by Craig Cantin | November 29, 2012 7:48 am
Elizabeth May: Mr. Speaker, I am pleased to rise today to speak to yet another budget omnibus bill. I suppose I should not use the word “pleased”.
I want to first make a few comments on the subject of omnibus bills and what we have seen in this one year. We essentially have seen budget 2012 used as an excuse for the tabling of 900 pages of legislation largely unrelated to the budget itself. This exercise is both illegitimate and undemocratic in combining 70 different bills in Bill C-38, allegedly related to budget 2012, and now 60 different bills in Bill C-45.
I have fewer amendments today than I had tabled for Bill C-38 and Canadians might want to know the difference. Bill C-38, while a couple of pages shorter, did far more damage to the fabric of environmental laws in Canada. Bill C-38 took an axe to our Fisheries Act, destroying habitat protections; , repealed the Environmental Assessment Act; and put in place a substitute piece of legislation that would be an embarrassment to a developing country. It was absolutely abominable.
In Bill C-38, we also saw the explicit removal of pipelines as a category of obstruction under the Navigable Waters Protection Act. I would have thought that the Conservative agenda toward pipelines was satisfied with Bill C-38, but we go on to Bill C-45 and see that the attack on environmental laws includes the evisceration of the Navigable Waters Protection Act.
In Bill C-38, I made the case, as members may recall, to ask the Speaker for a ruling that the bill was out of order and not properly put together. I think we need to revisit the rules and to create some rules t around omnibus bills because this is clearly illegitimate.
In Bill C-45, we have proof of how appalling the process was in Bill C-38 in that some of what we are voting on this week are remedies for errors made in the drafting of Bill C-38. These were obvious errors that could have been caught if the normal legislative process had taken place.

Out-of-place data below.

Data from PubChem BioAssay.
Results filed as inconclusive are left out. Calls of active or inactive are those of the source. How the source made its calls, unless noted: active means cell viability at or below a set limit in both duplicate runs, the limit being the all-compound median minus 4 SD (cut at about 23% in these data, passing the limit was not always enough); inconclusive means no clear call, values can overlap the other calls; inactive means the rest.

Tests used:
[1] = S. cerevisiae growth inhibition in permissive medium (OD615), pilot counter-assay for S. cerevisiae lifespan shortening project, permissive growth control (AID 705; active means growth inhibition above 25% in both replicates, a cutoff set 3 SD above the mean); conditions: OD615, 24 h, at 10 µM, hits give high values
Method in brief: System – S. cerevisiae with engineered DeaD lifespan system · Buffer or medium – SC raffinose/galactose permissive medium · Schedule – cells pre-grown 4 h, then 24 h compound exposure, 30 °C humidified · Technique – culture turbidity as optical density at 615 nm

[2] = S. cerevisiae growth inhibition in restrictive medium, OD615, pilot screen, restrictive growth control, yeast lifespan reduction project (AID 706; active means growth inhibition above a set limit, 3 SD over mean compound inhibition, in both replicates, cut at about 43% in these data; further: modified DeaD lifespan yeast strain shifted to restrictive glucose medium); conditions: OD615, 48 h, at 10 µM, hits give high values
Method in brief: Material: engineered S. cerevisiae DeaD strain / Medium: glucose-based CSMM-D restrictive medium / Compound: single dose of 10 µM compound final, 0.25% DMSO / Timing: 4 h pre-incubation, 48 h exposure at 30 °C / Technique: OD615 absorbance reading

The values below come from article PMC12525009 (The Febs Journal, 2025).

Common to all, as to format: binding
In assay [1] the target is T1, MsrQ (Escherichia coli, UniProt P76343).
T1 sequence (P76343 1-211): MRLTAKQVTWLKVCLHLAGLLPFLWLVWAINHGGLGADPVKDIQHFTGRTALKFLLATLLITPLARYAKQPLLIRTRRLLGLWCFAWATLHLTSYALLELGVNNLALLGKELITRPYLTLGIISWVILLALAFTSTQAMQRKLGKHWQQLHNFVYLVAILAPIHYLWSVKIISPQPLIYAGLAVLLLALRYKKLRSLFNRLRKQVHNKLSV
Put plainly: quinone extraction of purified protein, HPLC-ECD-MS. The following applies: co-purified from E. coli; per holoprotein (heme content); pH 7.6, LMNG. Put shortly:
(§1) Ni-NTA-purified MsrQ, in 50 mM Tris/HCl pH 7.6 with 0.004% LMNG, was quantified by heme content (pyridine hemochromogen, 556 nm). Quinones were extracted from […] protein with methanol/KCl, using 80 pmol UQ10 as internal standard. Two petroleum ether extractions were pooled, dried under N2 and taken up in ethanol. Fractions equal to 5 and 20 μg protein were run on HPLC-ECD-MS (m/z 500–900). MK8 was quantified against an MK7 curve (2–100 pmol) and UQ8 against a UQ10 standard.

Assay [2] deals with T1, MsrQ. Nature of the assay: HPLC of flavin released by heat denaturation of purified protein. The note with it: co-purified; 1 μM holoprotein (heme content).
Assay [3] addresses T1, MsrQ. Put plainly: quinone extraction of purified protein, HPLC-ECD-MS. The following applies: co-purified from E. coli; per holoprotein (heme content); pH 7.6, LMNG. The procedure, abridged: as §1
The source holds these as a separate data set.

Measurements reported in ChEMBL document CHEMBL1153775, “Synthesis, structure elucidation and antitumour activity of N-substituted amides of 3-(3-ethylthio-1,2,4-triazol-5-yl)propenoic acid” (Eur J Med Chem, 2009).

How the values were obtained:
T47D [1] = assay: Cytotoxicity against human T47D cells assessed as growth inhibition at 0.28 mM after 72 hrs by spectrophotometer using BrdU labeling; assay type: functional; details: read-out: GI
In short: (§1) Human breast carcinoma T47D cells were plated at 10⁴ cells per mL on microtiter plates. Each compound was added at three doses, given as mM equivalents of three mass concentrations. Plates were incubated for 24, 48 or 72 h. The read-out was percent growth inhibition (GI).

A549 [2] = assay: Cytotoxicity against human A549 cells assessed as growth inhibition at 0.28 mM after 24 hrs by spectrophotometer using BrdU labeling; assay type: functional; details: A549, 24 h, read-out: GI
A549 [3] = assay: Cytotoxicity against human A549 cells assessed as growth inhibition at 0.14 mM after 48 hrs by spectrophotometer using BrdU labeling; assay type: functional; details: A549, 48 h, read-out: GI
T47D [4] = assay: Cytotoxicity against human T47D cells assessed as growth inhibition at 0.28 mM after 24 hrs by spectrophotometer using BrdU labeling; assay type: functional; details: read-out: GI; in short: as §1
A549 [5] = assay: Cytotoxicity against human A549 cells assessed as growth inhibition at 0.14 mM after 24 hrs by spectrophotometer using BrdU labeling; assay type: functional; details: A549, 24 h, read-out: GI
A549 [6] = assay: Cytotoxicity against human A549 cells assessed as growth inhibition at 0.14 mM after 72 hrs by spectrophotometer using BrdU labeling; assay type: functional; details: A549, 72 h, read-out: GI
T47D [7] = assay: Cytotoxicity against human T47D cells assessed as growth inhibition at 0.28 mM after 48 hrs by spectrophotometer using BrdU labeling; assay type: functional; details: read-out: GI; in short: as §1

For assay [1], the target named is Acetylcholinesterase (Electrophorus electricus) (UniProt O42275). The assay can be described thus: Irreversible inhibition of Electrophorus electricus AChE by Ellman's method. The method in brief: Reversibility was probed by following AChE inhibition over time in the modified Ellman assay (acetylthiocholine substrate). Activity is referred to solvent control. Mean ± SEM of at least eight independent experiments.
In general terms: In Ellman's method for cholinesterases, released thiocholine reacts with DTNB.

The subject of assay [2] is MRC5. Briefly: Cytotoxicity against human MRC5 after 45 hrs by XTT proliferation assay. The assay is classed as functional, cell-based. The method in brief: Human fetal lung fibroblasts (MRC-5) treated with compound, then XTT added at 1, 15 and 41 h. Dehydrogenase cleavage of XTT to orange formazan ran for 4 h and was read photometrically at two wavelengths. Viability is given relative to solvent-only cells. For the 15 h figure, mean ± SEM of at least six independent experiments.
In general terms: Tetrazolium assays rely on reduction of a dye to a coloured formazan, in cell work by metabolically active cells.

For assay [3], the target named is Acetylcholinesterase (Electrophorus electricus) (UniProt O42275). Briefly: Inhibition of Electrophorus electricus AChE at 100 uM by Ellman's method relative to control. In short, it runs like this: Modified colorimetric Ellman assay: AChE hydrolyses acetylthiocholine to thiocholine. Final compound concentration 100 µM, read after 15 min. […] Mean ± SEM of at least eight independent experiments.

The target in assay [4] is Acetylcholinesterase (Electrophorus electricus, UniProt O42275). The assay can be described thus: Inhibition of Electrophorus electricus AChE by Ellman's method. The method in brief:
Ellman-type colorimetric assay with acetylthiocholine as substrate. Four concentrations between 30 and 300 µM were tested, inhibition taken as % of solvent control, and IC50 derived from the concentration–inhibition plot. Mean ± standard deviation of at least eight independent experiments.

Now we are asked, in Bill C-45, to correct drafting errors made in Bill C-38 where the English does not accord with the French, or where, under the Fisheries Act, they forgot to protect certain aspects of navigation through the fisheries corridors where there are weirs and other fishing apparatus. We also have changes to the Environmental Assessment Act because of poor drafting the last time around. Why was the drafting poor? It was because 70 different laws were put together in one piece of legislation and forced through the House without a willingness to accept, in 425 pages of legislation, a single amendment.
This is not proper parliamentary process. No previous Privy Council in the history of this country has ever equated an amendment to a bill between first reading and royal assent as some sort of political defeat that must be avoided at all costs. This is a level of parliamentary partisanship that takes leave of its senses. It is essentially a form of parliamentary insanity for the government to decide that it cannot possibly accept an amendment from first reading to royal assent and then to come back and give us this which finally provides some of the corrections.
I will speak to my amendments relatively quickly. I want to stress that neither Bill C-38 nor Bill C-45 are really about jobs, or growth or the budget. I will highlight the things in Bill C-45 that I hope to amend because they will hurt jobs.
Bill C-45, the omnibus budget bill, would hurt jobs in tourism through this quite extraordinary proposal, which is not a proposal but will be passed into law unless we are able to persuade Conservative members of Parliament that they should vote for what they think is right and not how they are told, ordered and instructed to vote.
When tourism in this country is such an important part of our economy, it makes no sense to pass into law a requirement that tourists from around the world, from countries that do not currently require a visa to come to Canada, regardless of whether they have any aspersions on their character, whether they are considered to be a risk, every tourist to Canada, except those from the United States because of our agreements over a shared border security process, would need to fill out a form to find out if they are allowed to come here for a vacation. This is a terrible change and it would significantly hurt tourism.
Another terrible change is reducing the tax credit, the SR and ED, the scientific research and experimental development tax credit. This is where Canada lags. If we listen to the economists, there is tremendous concern about our competitiveness and productivity, which is directly related to research and development, and to why we need to have the scientific research and experimental development tax credit available to Canadians. We think it would be a big mistake to reduce that.